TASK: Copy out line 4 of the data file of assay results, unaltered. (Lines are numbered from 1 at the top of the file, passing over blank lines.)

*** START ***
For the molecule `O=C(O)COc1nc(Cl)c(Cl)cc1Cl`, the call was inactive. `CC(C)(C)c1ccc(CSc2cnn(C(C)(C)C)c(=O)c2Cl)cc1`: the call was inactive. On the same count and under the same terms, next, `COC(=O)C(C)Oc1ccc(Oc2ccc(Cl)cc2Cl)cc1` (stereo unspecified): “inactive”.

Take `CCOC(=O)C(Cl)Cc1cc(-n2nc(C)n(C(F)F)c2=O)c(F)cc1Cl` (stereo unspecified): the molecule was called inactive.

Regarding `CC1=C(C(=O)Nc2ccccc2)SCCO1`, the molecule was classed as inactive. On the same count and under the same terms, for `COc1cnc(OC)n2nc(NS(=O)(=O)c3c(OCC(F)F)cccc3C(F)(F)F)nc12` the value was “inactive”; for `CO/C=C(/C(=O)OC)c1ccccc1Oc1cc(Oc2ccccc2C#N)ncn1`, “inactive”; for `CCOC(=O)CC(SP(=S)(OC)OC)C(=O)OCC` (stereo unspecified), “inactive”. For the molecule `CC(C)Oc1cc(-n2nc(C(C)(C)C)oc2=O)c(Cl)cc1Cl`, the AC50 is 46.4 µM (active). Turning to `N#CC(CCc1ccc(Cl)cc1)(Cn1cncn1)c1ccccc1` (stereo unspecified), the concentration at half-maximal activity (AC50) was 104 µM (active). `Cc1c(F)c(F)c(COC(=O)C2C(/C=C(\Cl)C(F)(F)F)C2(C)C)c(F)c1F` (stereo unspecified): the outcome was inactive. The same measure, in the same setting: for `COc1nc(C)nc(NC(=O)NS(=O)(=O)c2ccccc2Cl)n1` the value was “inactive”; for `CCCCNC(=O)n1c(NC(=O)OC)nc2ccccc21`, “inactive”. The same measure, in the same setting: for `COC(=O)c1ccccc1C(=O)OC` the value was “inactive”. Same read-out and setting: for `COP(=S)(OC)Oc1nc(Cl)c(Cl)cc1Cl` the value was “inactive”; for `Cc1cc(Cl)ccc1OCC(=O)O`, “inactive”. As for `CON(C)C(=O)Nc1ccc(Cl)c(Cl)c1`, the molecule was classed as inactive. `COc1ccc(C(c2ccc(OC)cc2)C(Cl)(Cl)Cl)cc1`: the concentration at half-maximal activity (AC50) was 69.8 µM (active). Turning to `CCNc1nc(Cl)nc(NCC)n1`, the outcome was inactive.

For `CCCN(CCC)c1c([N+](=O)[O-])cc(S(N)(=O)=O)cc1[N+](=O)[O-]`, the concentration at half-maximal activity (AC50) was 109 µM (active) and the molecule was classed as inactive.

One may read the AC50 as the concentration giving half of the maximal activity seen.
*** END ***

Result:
For `CCCN(CCC)c1c([N+](=O)[O-])cc(S(N)(=O)=O)cc1[N+](=O)[O-]`, the concentration at half-maximal activity (AC50) was 109 µM (active) and the molecule was classed as inactive.